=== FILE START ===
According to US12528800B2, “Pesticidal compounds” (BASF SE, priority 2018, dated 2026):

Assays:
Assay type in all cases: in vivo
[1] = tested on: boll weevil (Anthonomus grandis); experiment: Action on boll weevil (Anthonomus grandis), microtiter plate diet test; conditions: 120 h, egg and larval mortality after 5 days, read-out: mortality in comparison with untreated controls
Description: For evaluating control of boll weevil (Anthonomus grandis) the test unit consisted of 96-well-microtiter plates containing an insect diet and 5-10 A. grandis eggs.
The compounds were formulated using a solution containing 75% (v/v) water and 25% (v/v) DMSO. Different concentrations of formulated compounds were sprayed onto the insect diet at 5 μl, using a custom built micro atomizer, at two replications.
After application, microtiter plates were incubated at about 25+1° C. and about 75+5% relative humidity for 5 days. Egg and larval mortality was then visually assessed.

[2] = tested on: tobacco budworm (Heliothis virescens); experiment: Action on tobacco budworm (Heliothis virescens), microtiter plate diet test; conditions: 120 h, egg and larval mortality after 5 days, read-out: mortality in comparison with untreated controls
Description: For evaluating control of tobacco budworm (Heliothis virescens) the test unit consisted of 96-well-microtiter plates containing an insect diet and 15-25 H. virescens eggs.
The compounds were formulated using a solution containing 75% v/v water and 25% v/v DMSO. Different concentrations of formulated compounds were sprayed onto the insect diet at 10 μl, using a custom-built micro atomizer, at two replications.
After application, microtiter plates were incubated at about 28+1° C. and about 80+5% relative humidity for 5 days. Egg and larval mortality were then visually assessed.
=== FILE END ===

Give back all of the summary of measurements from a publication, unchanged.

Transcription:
According to US12528800B2, “Pesticidal compounds” (BASF SE, priority 2018, dated 2026):

Assays:
Assay type in all cases: in vivo
[1] = tested on: boll weevil (Anthonomus grandis); experiment: Action on boll weevil (Anthonomus grandis), microtiter plate diet test; conditions: 120 h, egg and larval mortality after 5 days, read-out: mortality in comparison with untreated controls
Description: For evaluating control of boll weevil (Anthonomus grandis) the test unit consisted of 96-well-microtiter plates containing an insect diet and 5-10 A. grandis eggs.
The compounds were formulated using a solution containing 75% (v/v) water and 25% (v/v) DMSO. Different concentrations of formulated compounds were sprayed onto the insect diet at 5 μl, using a custom built micro atomizer, at two replications.
After application, microtiter plates were incubated at about 25+1° C. and about 75+5% relative humidity for 5 days. Egg and larval mortality was then visually assessed.

[2] = tested on: tobacco budworm (Heliothis virescens); experiment: Action on tobacco budworm (Heliothis virescens), microtiter plate diet test; conditions: 120 h, egg and larval mortality after 5 days, read-out: mortality in comparison with untreated controls
Description: For evaluating control of tobacco budworm (Heliothis virescens) the test unit consisted of 96-well-microtiter plates containing an insect diet and 15-25 H. virescens eggs.
The compounds were formulated using a solution containing 75% v/v water and 25% v/v DMSO. Different concentrations of formulated compounds were sprayed onto the insect diet at 10 μl, using a custom-built micro atomizer, at two replications.
After application, microtiter plates were incubated at about 28+1° C. and about 80+5% relative humidity for 5 days. Egg and larval mortality were then visually assessed.